People across the UK will receive the revived British Empire Medal (BME) today, in recognition of their charity and volunteer work.
The "working class gong" award was created in 1922, but was scrapped by John Major in 1992 as the then prime minsiter thought it exacerbated class divisions,
Unlike knighthoods, OBEs and MBEs, the BME is given to its recipients by lords lieutenants - the monarch's representatives across the counties - rather than the Queen.
Major thought this was unfair and wanted to see more normal Britons receive their awards for the Queen herself.
David Cameron has decided to resurrect the honour to mark the diamond jubilee and it will reward people for charity and volunteer work as part of his 'Big Society' project.
Well deserved the awards may be, but is it really appropriate for the British government to be handing out honours with the word 'empire' in them, given it no longer has one?
When the time the Queen was crowned in 1952 the empire was already crumbling, with India and Pakistan gaining independence in 1947, and Britain's power was quickly being eclipsed by the United States and the Soviet Union.
And by the time Major scrapped the honour, arguably the only significant territory that Britain could still lay claim to was Hong Kong, which was handed back to the Chinese just five years later.
Alistair Darling, the former Labour chancellor, has criticised the use of the word 'empire' in honours because, as he points, out "we don't have one".
"It's a difficult position. Commander of the British Empire (CBE) is something we are in no positon to offer," he told the Commons public administration committee (PASC), which is conducting an inquiry into the honours system.
While Lord Digby Jones, a former trade minister who has a knighthood, told MPs he was often embarrassed when he had to explain to people abroad that the word 'empire' was included in honours.
"The moment you say the word 'empire' you just wish you didn't have to. At one end you get the Opium Wars, at the other the some battle for independence," he said. "All over it smacks of arrogance."
"We are going to have to shelve and dismiss the arrogance that comes of 200 years of empire, we are going to have to show the world we are damn good at what we do."
One suggestion has been to replace the word 'empire' with 'excellence'.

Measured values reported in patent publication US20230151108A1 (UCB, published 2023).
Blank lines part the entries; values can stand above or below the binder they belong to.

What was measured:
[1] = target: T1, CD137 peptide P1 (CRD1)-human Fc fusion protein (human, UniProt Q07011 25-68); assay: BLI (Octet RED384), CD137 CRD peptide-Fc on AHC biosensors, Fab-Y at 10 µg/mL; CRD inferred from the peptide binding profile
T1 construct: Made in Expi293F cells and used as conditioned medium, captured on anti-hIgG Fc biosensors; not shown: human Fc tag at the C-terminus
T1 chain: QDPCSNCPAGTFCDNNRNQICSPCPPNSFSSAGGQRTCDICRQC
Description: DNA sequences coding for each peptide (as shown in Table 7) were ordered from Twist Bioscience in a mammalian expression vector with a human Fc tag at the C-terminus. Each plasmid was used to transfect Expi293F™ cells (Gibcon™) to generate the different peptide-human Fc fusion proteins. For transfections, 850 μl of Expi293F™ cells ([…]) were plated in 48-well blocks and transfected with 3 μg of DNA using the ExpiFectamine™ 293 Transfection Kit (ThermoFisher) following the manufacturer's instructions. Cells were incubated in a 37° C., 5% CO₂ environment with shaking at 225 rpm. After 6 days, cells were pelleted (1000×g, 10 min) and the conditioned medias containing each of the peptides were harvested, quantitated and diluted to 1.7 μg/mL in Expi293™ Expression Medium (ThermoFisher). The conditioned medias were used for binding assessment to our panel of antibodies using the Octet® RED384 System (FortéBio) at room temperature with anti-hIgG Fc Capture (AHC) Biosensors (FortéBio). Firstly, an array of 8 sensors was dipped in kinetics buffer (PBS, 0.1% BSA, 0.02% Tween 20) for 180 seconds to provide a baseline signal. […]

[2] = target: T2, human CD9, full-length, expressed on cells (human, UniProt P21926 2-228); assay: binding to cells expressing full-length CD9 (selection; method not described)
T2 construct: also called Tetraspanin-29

However it is not clear that there is an appetite for dropping the 'E'' word from the awards. Of those offered an honour only 2% turn it down. And Sir Bob Kerslake, the head of the civil service, said the number that did so because of the use of the word 'Empire' was in the "very small-single numbers" .
And only one person has refused a British Empire Medal this year, and the use of the word 'empire' was not mentioned as a reason.
It is also reportedly not as easy as it sounds to simply swap the word 'empire' for something else. Richard Tilbrook, the Head of Honours and Appointments Secretariat at the Cabinet Office, told MPs that when the OBE was established, the statutes made it very clear it was to be "known forever thereafter" as the Order of the British Empire and "by no other designation".
"What that means in practice is, if you want to change the name of the order, you have to close the order and start a new one," he said.
There have also been questions as to whether it is appropriate to politicse the honours system by linking it to a government policy such as the 'Big Society.
Labour MP Kelvin Hopkins, a member of the PASC committee, told a hearing that he was uneasy as he viewed the 'Big Society' as "just a disguise for unpicking the welfare state".
But the revival of the British Empire Medal has allowed the honours system to step up its recognition of "hands-on" service to local communities and the Big Society, Sir Bob said.
He stressed that 72% of today's awards were for people involved in charity and voluntary work.
"Essentially what we are trying to do is recognise people who have made a real contribution to their communities and to society," he said.
"What the reintroduction of the BEM has done is help us extend the reach of the honours system by rewarding hands-on service to local communities."
What do you think? Should the empire be dropped from the honours system? And if so, what should replace it? Let us know in the comments section below.
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